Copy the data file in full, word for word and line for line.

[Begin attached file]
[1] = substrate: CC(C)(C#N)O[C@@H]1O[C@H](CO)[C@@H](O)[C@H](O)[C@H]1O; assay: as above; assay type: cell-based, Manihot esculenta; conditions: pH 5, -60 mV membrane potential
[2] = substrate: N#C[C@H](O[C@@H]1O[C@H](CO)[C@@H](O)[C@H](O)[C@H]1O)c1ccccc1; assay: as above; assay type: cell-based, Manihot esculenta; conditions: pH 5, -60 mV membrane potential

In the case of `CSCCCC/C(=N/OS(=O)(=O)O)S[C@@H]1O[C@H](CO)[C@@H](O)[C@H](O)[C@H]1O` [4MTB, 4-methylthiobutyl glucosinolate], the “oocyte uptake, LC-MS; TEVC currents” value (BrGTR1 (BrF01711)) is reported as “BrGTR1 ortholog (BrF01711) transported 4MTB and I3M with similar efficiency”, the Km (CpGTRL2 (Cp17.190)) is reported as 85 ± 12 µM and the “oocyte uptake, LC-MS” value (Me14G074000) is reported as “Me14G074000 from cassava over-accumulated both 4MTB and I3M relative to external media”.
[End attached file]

[1] = substrate: CC(C)(C#N)O[C@@H]1O[C@H](CO)[C@@H](O)[C@H](O)[C@H]1O; assay: as above; assay type: cell-based, Manihot esculenta; conditions: pH 5, -60 mV membrane potential
[2] = substrate: N#C[C@H](O[C@@H]1O[C@H](CO)[C@@H](O)[C@H](O)[C@H]1O)c1ccccc1; assay: as above; assay type: cell-based, Manihot esculenta; conditions: pH 5, -60 mV membrane potential

In the case of `CSCCCC/C(=N/OS(=O)(=O)O)S[C@@H]1O[C@H](CO)[C@@H](O)[C@H](O)[C@H]1O` [4MTB, 4-methylthiobutyl glucosinolate], the “oocyte uptake, LC-MS; TEVC currents” value (BrGTR1 (BrF01711)) is reported as “BrGTR1 ortholog (BrF01711) transported 4MTB and I3M with similar efficiency”, the Km (CpGTRL2 (Cp17.190)) is reported as 85 ± 12 µM and the “oocyte uptake, LC-MS” value (Me14G074000) is reported as “Me14G074000 from cassava over-accumulated both 4MTB and I3M relative to external media”.